Young Veterans Turn To UNCC Club As They Transition To 'Civilian'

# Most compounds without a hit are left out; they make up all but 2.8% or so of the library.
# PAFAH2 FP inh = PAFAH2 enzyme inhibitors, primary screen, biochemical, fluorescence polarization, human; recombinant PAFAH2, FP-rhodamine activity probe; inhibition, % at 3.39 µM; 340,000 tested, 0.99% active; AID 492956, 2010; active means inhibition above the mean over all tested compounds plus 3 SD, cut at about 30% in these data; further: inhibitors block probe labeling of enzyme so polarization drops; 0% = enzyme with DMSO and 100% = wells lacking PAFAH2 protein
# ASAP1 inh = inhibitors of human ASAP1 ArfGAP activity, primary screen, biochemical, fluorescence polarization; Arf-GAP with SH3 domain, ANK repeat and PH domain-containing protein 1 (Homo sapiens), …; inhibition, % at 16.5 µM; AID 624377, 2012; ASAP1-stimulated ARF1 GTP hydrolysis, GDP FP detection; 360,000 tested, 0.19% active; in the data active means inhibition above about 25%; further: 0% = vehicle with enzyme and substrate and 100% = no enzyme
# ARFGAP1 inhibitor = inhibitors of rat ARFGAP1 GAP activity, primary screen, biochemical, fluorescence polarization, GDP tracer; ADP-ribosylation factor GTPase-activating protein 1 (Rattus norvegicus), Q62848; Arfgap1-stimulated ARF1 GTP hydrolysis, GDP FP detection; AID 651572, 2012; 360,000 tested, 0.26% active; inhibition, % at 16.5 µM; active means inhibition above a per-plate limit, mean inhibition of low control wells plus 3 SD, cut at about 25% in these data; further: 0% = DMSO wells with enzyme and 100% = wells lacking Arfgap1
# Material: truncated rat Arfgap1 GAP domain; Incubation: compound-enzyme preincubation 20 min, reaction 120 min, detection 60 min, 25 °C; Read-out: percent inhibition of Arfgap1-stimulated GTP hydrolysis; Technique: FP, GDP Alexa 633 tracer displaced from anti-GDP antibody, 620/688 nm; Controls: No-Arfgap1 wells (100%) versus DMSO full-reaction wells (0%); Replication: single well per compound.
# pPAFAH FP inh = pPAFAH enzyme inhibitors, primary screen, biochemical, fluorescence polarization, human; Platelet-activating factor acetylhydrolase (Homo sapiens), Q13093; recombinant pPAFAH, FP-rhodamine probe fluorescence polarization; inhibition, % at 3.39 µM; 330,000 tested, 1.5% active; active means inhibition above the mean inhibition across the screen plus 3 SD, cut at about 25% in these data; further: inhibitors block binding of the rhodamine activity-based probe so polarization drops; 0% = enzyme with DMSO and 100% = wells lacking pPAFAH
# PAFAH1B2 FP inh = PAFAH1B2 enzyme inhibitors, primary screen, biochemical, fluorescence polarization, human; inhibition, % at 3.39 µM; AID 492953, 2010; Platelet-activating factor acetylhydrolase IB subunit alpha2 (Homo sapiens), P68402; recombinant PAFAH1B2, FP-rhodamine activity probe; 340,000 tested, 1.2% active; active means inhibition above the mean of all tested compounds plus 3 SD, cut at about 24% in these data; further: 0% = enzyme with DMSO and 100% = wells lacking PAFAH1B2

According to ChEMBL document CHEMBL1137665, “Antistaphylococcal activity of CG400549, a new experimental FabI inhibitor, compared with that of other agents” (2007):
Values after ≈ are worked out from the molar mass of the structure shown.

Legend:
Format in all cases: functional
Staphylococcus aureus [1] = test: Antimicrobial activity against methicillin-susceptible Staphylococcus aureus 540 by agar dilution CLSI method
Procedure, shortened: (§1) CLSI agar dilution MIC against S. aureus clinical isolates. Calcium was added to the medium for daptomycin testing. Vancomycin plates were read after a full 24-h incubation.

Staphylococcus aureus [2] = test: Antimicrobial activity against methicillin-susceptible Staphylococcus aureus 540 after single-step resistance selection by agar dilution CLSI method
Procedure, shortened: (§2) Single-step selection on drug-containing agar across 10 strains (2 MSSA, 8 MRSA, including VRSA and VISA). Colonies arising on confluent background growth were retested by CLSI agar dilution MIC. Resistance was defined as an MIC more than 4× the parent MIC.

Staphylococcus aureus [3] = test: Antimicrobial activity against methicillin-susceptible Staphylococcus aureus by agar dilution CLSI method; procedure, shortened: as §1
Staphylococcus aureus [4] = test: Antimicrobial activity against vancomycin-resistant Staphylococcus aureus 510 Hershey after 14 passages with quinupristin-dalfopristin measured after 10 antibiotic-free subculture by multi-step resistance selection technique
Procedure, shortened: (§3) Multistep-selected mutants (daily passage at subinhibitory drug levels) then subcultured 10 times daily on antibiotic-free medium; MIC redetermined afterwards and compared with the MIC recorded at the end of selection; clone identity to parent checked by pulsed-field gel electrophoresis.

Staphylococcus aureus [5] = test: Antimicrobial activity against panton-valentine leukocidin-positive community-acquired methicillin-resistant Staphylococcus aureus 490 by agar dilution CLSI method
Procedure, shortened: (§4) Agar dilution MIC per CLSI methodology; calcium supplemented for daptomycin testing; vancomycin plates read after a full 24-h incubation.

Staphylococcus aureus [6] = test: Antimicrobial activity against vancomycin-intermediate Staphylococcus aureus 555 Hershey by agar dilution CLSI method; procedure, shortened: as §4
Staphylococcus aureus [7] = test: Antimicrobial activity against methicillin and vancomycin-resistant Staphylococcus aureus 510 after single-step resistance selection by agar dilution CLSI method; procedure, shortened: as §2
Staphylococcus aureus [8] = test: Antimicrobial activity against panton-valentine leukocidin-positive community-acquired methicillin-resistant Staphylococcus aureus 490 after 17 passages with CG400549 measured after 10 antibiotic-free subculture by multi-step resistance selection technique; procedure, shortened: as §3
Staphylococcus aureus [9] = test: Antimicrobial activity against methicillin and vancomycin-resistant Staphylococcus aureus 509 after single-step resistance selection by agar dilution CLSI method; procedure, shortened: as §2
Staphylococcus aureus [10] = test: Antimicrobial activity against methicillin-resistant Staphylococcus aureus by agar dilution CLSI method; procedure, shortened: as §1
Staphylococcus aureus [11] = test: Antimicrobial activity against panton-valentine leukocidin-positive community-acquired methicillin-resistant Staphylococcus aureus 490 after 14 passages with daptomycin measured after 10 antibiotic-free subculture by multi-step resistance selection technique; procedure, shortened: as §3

Pete Kneski and Victoria Blumenberg In the 10 years since the September 11th attacks, a new generation of young people has joined the ranks of U.S. military veteran. Many enlisted after 9-11 fully expecting - even hoping - they'd deploy to the wars in Iraq and Afghanistan. Often the military is all these young men and women have known in their adult lives. Now they're home, trying to be civilians and sometimes finding the transition tough. Most Monday nights you'll find 15 or 20 of them at a bar somewhere near the campus of UNC Charlotte. "We drink and we talk and it's - I don't know - it's very cathartic," says Juan Euvin, a veteran of the U.S. Army 82nd Airborne Division. There are Marines here tonight, too. . . and Guardsmen and Air Force Reservists. They found each other through the UNC Charlotte Veterans Club which has been picking up steam since early 2009. More than 100 veterans are club members now - of an estimated 1,000 on campus. Most have deployed at least once. Now, they're in college with peers who tend to be a bit younger and not always able to handle the heavy stuff these veterans have been through. "When you actually want to talk about something serious that we experienced, civilians feel overwhelmed," says Euvin. With the Veterans Club, he can let down his guard. The club also hosts guest speakers and service projects and social gatherings on campus. Their unofficial social coordinator is one of the club's few women - a charismatic 26-year-old named Victoria Blumenberg. She's at ease arguing the merits of different aircraft with fellow veterans. "C-130s were my plane," she tells one club member at the bar. "I've spent days and days and days on C-130s." Blumenberg has a silver nose ring and dramatic black hair chopped at an angle. She's a poignant example of the tricky transition young veterans face. She literally came of age in the military, joining the Air Force Reserves at 17 to become an intelligence analyst. She turned 18 in boot camp and did four deployments to the Middle East - all before she was 23. "I had spent my whole adult life in the military, so my identity was based on that - I couldn't picture myself as a person if I wasn't in the military," says Blumenberg. That's what worried the doctors when she landed in the hospital because she tried to commit suicide. She's been in a spiral of depression, anxiety and alcoholism stemming from her last deployment in Baghdad - six straight months of 12 hour days and the constant threat of rocket attack. She was diagnosed with PTSD and started getting treatment. A little over two and a half years later, Blumenberg says the picture of her life out of uniform is finally taking shape. She's a junior in geography and political science at UNC Charlotte. Instead of terrorist activity, she's now mapping public policy trends and getting a 3.9 GPA. But the PTSD is always there. She's prone to crippling anxiety attacks. Her class work hasn't suffered, but she says maintaining relationships is tough. "I have days where I don't leave my house," says Blumenberg. "I lay in my bed in my dark room without the TV on and I just lay there. So if you need me to reassure you, everyday, chances are you're going to be disappointed." Blumenberg says dating veterans hasn't gone well because their instant military connection tends to mask the fact they have little else in common. Civilian guys, on the other hand, haven't been able to handle her military baggage and PTSD. Until she met Pete Kneski. "She says she's not capable emotionally, but she does just fine," says Kneski. "I couldn't ask for really anything more." Kneski and Blumenberg have been dating for a few months. He has no military experience, but seems to fit-in fine with her Veterans Club friends. "He's dealt with every bit of crazy that I've thrown his way thus far," says Blumenberg. "I don't know. . . he's definitely different." The relationship is something of a revelation for Blumenberg, who just a few years ago couldn't picture herself as anything other than a hard-charging single woman in uniform handling top secret information. Had the PTSD and suicide attempt not forced her to change career plans, she would have stayed in the military for good. The official certificate of her military discharge recently came in the mail. It was kind of upsetting because it felt so final. "You only get certificates at the end of things and it's done and then you move on to the next thing," says Blumenberg. "I guess it feels like I'll just never be in the military again." Wich is why she clings to membership in the Veterans Club on campus - even as she builds her new civilian life.